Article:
By Mark Dugdale, IFBB Pro; Photography by Paul Buceta; Model: IFBB Pro Mark Dugdale
[Q] Mark, I’ve been doing the same kind of cardio forever ⎯ steady-state for 30–60 minutes per session ⎯ with good results. Does HIIT have any advantages?
[A] HIIT, or high-intensity interval training, is getting a lot of attention because studies have proven that it’s vastly more effective at favorably improving body composition than steady-state cardio. But I hate to fix something that isn’t broken, so if you’re seeing good results with your present cardio approach, then perhaps there’s no reason to change. However, you might find that HIIT gives you better results and since the workouts are shorter, you’ll have more time to dedicate to other areas of your life. Results show that HIIT, when properly performed, significantly increases excess post-exercise oxygen consumption (EPOC). This means that while you may burn more calories during the actual 60 minutes of steady-state cardio, you’ll burn significantly more calories with a 20-minute HIIT session when measured over the course of the next 24–36 hours. HIIT ramps up your metabolism and fat oxidation for a longer period of time than traditional steady-state cardio and, it takes less time (a typical HIIT session takes about 20 minutes) ⎯ what could be better?
[Q] Hey Mark, if HIIT is so effective for fat burning, why do so few bodybuilders train that way?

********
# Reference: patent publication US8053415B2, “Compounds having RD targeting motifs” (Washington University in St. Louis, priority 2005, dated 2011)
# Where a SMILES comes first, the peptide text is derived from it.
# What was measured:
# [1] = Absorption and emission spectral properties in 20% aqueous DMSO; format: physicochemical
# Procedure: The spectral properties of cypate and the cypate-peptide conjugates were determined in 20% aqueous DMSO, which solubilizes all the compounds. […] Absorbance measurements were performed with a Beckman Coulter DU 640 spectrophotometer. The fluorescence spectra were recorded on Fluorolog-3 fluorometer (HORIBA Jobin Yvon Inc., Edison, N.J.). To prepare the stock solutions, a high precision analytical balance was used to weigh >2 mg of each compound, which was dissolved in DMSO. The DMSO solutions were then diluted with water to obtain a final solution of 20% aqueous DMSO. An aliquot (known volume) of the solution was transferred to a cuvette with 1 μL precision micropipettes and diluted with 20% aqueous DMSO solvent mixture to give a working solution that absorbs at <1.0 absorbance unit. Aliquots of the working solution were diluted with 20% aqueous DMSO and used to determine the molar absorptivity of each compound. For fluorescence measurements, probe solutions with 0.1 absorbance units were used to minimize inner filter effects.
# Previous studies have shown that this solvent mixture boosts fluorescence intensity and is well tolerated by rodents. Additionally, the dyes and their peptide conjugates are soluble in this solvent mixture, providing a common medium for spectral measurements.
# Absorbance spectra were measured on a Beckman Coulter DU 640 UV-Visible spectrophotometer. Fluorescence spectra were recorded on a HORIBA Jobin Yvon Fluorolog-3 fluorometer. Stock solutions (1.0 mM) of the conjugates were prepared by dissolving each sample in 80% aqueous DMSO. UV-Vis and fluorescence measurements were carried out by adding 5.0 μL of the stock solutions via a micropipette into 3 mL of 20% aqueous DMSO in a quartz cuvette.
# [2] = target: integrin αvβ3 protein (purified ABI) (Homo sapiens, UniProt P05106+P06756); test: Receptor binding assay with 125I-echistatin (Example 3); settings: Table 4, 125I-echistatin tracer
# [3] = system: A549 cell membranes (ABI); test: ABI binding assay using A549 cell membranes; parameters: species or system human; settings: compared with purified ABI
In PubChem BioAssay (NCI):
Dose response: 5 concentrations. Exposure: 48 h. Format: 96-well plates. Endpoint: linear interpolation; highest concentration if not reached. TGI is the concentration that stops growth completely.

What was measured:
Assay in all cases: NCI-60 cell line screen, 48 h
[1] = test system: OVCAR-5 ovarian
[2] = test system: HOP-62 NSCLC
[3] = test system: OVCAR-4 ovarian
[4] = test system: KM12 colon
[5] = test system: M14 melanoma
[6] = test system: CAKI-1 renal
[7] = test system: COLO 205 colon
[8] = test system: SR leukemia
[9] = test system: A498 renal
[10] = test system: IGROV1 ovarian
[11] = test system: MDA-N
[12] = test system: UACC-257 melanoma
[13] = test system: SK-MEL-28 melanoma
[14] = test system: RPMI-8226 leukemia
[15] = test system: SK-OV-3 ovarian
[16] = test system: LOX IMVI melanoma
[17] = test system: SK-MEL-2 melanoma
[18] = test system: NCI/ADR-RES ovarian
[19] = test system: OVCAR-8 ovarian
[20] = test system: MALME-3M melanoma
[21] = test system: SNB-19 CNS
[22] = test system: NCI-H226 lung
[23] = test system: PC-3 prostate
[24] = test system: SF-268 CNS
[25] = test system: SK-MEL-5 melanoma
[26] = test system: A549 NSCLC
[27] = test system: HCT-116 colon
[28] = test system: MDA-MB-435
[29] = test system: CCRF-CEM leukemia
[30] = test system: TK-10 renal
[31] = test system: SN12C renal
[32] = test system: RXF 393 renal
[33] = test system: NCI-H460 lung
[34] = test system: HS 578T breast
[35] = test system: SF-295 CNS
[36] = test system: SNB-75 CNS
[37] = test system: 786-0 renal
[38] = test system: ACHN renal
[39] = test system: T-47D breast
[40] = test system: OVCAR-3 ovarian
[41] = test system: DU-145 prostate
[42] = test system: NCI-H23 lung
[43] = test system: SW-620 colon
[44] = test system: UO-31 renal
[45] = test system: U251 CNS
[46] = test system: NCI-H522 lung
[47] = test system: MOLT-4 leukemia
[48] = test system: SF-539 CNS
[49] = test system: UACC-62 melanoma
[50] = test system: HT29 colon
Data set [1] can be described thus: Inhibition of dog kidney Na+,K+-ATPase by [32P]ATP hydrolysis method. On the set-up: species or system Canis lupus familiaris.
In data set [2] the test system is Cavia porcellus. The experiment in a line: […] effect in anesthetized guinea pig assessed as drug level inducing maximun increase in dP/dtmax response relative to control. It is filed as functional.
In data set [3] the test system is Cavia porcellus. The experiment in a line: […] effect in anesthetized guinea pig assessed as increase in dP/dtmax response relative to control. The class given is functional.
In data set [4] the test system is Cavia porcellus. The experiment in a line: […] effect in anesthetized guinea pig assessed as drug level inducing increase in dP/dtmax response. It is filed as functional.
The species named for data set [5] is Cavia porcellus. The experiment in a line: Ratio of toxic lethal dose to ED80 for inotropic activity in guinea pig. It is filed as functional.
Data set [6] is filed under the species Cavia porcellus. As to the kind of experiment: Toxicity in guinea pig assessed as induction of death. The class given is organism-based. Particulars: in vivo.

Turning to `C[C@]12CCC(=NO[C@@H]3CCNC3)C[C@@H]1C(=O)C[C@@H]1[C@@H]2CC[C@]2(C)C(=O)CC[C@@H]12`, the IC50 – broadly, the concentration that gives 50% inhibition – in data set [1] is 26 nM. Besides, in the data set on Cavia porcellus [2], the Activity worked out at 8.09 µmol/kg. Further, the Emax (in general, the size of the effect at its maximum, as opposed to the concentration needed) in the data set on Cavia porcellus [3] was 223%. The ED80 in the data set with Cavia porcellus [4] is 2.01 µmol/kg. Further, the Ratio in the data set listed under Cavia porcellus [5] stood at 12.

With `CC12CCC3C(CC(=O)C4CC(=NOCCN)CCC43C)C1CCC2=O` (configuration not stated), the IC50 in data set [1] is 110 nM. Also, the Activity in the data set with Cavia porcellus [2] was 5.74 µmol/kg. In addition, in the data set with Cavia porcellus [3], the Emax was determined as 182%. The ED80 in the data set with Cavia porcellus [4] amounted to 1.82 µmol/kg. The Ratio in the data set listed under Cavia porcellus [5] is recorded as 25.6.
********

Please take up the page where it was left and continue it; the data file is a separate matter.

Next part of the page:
[A] That’s an interesting question. I really don’t know the answer, but I have a couple guesses. Honestly, most bodybuilders I’ve met, apart from Branch and Dorian, don’t really train all that hard. HIIT doesn’t take much time, but it takes a significant amount of effort (and mental focus). Sometimes people are simply too lazy to put forth the level of intensity required to obtain the benefits of HIIT. Furthermore, I’ve often related bodybuilders to dinosaurs ⎯ big, powerful and mostly unwilling to change. Bodybuilding has been beating the steady-state cardio drum like it beats the low-fat/moderate-carbohydrate drum ⎯ both work to some degree, but aren’t optimal. For the 2009 Olympia my cardio was essentially HIIT ⎯ sprints, kettlebell work and jump rope, and I was one of the best-conditioned guys in the show.
[Q] I’m looking for a way to spice up my conditioning and I read in one of your columns that you like doing mini-circuits. Is it possible to get the benefits of HIIT by using traditional weight-room moves with lighter weight?
[A] Sure, but I’d say as a general rule you should reserve traditional weight training for muscle growth, not necessarily fat loss. That said, I did do some lactate-inducing sessions while preparing for the Olympia. The idea is to hit bodyparts that are far away from each other in a circuit fashion using a rep range of 15–20 without rest. Another great EPOC-jacking session using barbell squats is as follows: Squat with a weight for 20 seconds straight, rack and rest for 10 seconds, repeat 10 more times. Your workout will be completed in less than six minutes, but the EPOC (and fat-burning effect) will be significant.
MARK’S AFTERBURNER PROGRAM
You don’t need an hour on the treadmill to get ripped. Try Mark Dugdale’s high-intensity circuit for a leaner you, repeating the cycle 6–8 times without rest between circuits.
Exercise - Reps/Time - Intensity
Elliptical Machine - 5 mins - Low
Two-Handed Kettleball - 15 reps - High
Swing Jump Rope - 1 min - High
Elliptical Machine - 1 min - Moderate